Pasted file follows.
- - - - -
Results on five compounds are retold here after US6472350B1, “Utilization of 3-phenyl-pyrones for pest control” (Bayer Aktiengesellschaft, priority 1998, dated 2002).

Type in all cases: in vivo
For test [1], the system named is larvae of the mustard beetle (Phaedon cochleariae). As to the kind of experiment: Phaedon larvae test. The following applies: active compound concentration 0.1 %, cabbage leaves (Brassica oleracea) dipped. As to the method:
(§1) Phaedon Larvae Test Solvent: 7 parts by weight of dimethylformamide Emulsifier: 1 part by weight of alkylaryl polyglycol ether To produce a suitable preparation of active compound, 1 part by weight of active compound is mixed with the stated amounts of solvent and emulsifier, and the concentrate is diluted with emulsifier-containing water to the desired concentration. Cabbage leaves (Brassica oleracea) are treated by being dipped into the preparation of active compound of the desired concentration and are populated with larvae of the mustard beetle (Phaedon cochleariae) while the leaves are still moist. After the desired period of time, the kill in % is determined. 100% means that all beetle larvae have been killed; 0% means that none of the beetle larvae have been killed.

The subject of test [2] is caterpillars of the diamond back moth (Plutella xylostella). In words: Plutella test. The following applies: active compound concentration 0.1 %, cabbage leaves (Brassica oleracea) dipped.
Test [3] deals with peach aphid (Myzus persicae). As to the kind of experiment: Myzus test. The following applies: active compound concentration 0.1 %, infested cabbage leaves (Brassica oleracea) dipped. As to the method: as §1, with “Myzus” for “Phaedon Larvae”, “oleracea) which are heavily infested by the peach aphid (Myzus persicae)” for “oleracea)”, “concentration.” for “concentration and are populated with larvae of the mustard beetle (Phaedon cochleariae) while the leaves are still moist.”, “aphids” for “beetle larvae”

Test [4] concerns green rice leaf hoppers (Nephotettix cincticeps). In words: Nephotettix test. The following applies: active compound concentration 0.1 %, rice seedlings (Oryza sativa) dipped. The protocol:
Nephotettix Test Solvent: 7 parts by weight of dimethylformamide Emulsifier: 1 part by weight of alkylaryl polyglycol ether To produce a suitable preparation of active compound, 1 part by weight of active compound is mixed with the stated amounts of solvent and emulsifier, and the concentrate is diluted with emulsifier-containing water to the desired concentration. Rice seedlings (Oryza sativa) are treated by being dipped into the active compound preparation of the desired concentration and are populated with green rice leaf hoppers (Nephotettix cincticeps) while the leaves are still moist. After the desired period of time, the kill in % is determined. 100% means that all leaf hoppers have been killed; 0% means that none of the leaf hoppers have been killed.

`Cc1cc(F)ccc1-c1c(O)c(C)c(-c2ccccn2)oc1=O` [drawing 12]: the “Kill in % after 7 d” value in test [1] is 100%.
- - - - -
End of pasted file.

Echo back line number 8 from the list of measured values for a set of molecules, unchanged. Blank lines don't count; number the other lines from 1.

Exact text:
Nephotettix Test Solvent: 7 parts by weight of dimethylformamide Emulsifier: 1 part by weight of alkylaryl polyglycol ether To produce a suitable preparation of active compound, 1 part by weight of active compound is mixed with the stated amounts of solvent and emulsifier, and the concentrate is diluted with emulsifier-containing water to the desired concentration. Rice seedlings (Oryza sativa) are treated by being dipped into the active compound preparation of the desired concentration and are populated with green rice leaf hoppers (Nephotettix cincticeps) while the leaves are still moist. After the desired period of time, the kill in % is determined. 100% means that all leaf hoppers have been killed; 0% means that none of the leaf hoppers have been killed.